Across the United States, a story is being told all too familiar for me: Black people in cities across the country are contracting COVID-19 and dying at rates staggeringly higher than Whites.
The racial/ethnic disparities seen in COVID deaths require an approach, across C-suites and board rooms, tailored to addressing the underlying structural inequities that brought us here.
The virus has hit home for me in a very personal way. My husband was born and raised in two of the hardest-hit cities, New Orleans and Detroit. My mother-in-law, who is from New Orleans, has been with us in Georgia for the past month. Meanwhile, her brother, whom she lives next door to in New Orleans, contracted the virus. He is on the mend but his recovery has been a frightening experience that included multiple hospital stays, blood clotting and near amputation. Like many others, he was initially turned away from the hospital and told he had pneumonia.
My New Orleans relative is not alone. The underlying conditions that put people most at risk for COVID are ones highly common in black communities. And a report released in early April by the nonprofit Kaiser Family Foundation analyzed the underlying health conditions and social and economic factors that contribute to these startling numbers.
Across the country, the statistics are brutal: Black people make up a disproportionate share in 22% of U.S. counties, but comprise more than half of coronavirus cases and nearly 60% of deaths in those counties, according to a national study released in early May.
Van Jones, CNN Host and CEO of the REFORM Alliance, a criminal justice organization, wrote in a recent commentary: “As an African American man in my early 50s who battles high cholesterol, pre-diabetes and hypertension … I am someone whom COVID-19 could easily kill.”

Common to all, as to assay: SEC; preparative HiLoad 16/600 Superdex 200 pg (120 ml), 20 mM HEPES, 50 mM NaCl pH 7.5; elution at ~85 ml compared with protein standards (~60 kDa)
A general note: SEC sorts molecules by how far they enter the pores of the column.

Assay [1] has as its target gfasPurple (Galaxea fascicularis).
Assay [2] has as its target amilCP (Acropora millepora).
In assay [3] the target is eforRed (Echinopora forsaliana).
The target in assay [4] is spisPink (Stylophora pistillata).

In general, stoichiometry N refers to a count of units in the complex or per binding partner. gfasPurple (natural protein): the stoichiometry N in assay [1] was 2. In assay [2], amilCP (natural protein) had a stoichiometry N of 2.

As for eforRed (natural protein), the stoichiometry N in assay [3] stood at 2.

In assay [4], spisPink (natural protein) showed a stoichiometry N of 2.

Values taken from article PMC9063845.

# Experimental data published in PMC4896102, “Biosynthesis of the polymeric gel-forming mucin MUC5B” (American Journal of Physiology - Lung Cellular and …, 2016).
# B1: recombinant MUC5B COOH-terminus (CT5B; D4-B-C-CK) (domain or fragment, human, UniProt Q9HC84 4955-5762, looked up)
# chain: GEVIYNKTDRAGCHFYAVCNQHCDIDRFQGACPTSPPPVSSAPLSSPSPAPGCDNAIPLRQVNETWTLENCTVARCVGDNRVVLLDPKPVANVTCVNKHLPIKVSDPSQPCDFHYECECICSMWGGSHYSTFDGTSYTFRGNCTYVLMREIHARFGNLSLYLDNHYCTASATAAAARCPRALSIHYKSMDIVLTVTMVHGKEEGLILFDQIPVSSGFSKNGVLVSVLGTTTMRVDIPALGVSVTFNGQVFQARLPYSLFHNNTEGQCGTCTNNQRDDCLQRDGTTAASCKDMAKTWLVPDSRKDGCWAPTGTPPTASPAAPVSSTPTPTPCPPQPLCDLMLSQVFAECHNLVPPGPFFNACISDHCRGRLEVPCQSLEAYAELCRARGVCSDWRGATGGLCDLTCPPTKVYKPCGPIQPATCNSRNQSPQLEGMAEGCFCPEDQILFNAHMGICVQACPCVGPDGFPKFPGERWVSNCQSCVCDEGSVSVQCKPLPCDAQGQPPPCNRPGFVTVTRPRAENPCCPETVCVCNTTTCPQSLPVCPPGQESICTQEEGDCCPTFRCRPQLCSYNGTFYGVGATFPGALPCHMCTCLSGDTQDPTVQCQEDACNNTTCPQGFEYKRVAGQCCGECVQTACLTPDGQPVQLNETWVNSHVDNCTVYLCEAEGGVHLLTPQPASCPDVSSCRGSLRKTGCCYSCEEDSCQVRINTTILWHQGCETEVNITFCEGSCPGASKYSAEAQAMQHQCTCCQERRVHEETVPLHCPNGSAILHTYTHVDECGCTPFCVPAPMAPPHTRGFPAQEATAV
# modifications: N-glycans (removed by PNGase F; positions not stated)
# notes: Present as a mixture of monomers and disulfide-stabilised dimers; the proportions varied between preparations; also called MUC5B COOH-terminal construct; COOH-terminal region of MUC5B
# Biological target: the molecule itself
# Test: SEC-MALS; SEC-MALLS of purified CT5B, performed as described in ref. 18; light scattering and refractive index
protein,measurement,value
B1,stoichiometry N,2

Current corporate DEI efforts are not enough
While the numbers are disturbing, they are a manifestation of much deeper issues around diversity, equity and inclusion. What these stories don’t address is that it is the inequity at the top of our corporate structures that can lead to inequity at the bottom.
Lack of African American leadership in C-suites and boardrooms results in systemic failures. The result: More sickness, more misery, more death for black Americans.
What can corporations do to change this dynamic? Here’s where we start:
- Recognize that diversity without equity and inclusion just doesn’t work. Leadership in the 21st century demands that executives and their organizations move beyond diversity alone to capture the potential that comes from equity and inclusion. If diversity is “the mix,” then equity and inclusion are making the mix work by leveraging the wealth of knowledge, insights, and perspectives in an open, trusting, fair and diverse workplace.
- Challenge existing norms. Today, nearly 95% of CEOs at the world’s largest companies are Caucasian men. If we add a racial and/or ethnic layer on top of this, the numbers are even more staggering. While I’m not suggesting that Caucasian men can’t be excellent CEOs, we need to admit we are far overrepresented with this population of leaders on nationally and globally.